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I am trying to remove a string from many text files on one of our servers. The string is identical across all these files and I can run:

grep -r -l 'string'  

to get the file list but I am stuck on how to get the files edited and written out to their original locations again. Sounds like a job for sed but not sure how to handle the output.

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I don't know what the incantation is, but you'll want to mix that with awk or sed. If someone wants to post the command I'll happily upvote it. – squillman Jan 5 '10 at 22:12
up vote 3 down vote accepted

Here's my script for this sort of thing, which I call remove_line:


use IO::Handle;

my $pat = shift(@ARGV) or
        die("Usage: $0 pattern files\n");
$pat = qr/$pat/;
die("Usage $0 pattern files\n")
        unless @ARGV;

foreach my $file (@ARGV) {
        my $io = new IO::Handle;
        open($io, $file) or
                die("Cannot read $file: $!\n");
        my @file = <$io>;
        foreach my $line (@file) {
                if($line =~ /$pat/) {
                        $line = '';
                        $found = 1;
        if($found) {
                open($io, ">$file") or
                        die("Cannot write $file: $!\n");
                print $io @file;

So you do remove_line 'string' the files in your list.

Advantages to doing this over using sed are you don't have to worry about the platform-dependent behavior of sed -i and you can use Perl regex for the matching pattern.

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This did it. The line I was trying to strip out had some regex in it and this handled it really cleanly. Just had to match a unique part of the line and I was done. Thanks. – Manny T Jan 5 '10 at 22:48
Really? a screen and a half of perl, to accomplish what a single line of sed can do? – James Polley Jan 5 '10 at 23:30
My eyes... the goggles... etc – womble Jan 6 '10 at 0:06
Yeesh. Don't like it, don't use it. I like sed -i as much as the next guy, but it's not portable and there are enough cases it wasn't good for that I wrote the script. Get over it. – chaos Jan 11 '10 at 18:06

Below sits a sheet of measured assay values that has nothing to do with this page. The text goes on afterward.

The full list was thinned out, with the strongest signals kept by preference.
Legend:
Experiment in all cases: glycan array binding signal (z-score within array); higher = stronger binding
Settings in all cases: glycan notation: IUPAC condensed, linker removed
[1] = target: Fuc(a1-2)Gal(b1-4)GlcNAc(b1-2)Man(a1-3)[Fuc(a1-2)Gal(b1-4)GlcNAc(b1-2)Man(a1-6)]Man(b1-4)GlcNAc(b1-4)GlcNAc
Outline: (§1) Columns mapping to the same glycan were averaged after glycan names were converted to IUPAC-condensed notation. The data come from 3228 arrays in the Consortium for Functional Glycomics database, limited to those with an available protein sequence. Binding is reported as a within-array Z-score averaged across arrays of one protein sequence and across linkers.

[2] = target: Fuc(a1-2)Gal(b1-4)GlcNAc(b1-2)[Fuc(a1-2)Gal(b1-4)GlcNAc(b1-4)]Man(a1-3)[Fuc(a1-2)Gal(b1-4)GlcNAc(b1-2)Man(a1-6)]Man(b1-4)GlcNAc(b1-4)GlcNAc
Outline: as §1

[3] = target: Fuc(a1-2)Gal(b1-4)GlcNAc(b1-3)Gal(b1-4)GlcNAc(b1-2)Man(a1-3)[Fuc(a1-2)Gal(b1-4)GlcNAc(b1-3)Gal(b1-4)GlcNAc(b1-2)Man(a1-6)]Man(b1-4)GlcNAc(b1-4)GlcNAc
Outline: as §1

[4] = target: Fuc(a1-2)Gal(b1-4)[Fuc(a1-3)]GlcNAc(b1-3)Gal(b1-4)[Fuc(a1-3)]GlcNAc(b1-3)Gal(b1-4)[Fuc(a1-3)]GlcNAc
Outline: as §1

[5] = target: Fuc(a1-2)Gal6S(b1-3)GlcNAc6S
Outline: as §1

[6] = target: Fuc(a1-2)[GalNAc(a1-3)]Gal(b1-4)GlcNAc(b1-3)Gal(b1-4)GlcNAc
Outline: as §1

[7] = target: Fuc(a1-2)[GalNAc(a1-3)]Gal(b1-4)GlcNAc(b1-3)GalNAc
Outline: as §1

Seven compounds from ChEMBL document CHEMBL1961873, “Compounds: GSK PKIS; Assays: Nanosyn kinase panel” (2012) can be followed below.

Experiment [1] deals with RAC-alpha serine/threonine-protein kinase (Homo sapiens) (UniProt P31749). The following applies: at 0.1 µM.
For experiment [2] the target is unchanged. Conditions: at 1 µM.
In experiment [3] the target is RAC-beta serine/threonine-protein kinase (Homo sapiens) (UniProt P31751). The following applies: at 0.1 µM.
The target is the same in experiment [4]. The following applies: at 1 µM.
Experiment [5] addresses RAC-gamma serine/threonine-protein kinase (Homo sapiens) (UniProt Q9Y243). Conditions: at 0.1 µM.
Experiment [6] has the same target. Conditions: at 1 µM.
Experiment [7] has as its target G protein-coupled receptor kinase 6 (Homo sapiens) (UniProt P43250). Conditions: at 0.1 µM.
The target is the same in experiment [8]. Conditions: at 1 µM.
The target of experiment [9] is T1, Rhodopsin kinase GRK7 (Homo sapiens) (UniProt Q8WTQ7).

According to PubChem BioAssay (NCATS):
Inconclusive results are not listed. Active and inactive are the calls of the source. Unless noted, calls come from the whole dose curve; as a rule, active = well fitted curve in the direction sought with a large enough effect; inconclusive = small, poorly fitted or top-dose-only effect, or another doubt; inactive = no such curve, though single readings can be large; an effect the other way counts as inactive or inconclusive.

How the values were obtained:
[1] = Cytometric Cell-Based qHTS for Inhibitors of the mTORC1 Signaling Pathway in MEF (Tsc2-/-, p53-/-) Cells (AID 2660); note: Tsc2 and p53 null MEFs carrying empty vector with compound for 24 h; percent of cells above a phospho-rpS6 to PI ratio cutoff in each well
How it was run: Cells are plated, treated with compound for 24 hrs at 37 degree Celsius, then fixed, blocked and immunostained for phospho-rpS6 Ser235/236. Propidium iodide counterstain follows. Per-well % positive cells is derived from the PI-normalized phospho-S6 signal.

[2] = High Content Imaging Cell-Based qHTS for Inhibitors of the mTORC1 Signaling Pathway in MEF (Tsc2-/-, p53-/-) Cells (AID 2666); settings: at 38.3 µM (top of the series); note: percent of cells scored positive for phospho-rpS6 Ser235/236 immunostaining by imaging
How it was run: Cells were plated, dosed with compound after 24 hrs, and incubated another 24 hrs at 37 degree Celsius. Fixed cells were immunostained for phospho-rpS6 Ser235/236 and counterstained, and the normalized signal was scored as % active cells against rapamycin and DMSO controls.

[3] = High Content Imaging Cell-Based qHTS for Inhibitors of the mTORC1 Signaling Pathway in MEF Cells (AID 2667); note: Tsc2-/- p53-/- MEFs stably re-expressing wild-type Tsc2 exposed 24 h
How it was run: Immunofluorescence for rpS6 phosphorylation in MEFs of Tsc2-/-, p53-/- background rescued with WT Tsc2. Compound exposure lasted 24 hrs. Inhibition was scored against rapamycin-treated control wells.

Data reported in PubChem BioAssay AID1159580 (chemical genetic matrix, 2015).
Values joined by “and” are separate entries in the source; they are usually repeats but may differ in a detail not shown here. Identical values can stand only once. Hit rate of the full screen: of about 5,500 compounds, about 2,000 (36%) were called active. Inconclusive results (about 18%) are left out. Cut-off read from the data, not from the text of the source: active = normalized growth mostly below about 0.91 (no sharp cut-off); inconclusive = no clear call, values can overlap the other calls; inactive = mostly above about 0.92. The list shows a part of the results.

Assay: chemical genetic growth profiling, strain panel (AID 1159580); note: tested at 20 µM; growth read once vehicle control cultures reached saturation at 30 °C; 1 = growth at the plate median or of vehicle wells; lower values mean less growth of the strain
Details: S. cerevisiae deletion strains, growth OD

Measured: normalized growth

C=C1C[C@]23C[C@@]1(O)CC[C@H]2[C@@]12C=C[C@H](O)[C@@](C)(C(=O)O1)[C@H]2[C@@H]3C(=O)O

find -type f -print0 | xargs -0 -n 1 sed -i /string/d will do the trick, handling spaces in filenames and arbitrarily nested frufru, since apparently people aren't capable of expanding * on their own.

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+1 sed and awk, shall be be more deeply learned by admins. – Maxwell Jan 6 '10 at 8:09

Ugh. I'm not a shell wizard at all, but I'd look at a pipe to xargs and then sed to remove the line with the string in question.

Little bit of Google perusal makes me think that this might make Bob your stepuncle - close enough to get there anyway.

grep -r -l 'string'  | xargs sed '/string/d' 
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Assuming that you know the string will be in all or most of your files in question, then womble's answer is better, because why waste your time testing for the presence? If that's not the case, depending on how many won't match, you may want to test for them first. – mfinni Jan 5 '10 at 22:16
This one retains the OP's recursive search that womble's doesn't. – Dennis Williamson Jan 5 '10 at 22:34
However, this one doesn't work; it doesn't write the output anywhere, and trying to xargs like that and writing to an output file will be... ugly. – womble Jan 6 '10 at 0:05

Ummmmmm, this is a perl one-liner, thanks to the lovely -i flag for in-place filtering of input files!!

   perl -ni.bak -e 'print unless /' file1 file2 ...

In context...

% echo -e 'foo\ngoo\nboo' >test
% perl -ni.bak -e 'print unless /goo/' test
% diff test*
--- test 2010-01-06 05:09:13.503334739 -0800
+++ test.bak 2010-01-06 05:08:28.313583066 -0800
@@ -1,2 +1,3 @@

here is the trimmed quick-reference on the perl incantation used...

% perl --help
Usage: perl [switches] [--] [programfile] [arguments]
  -e program        one line of program (several -e's allowed, omit programfile)
  -i[extension]     edit <> files in place (makes backup if extension supplied)
  -n                assume "while (<>) { ... }" loop around program

and for extra credit, you can use touch -r file.bak file to copy the old timestamp to the new file. the inodes will differ, though, and strange things may happen if you have hard links in the mix...check the docs if you're that motivated to cover your tracks... Hmmmmm, what was your application again?

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Don't forget about the -v option in grep which reverses the sense

grep -v -r -l 'string' 

Frok fom grep man page:

-v, --invert-match
Invert the sense of matching, to select non-matching lines.  (-v is specified by POSIX.)

You may be then able to pass that into the find command similar to this

find -name -exec grep -v -r -l 'string' {} \;

And that's getting close to what you want... but of course you'll need to write the result back to the original file...

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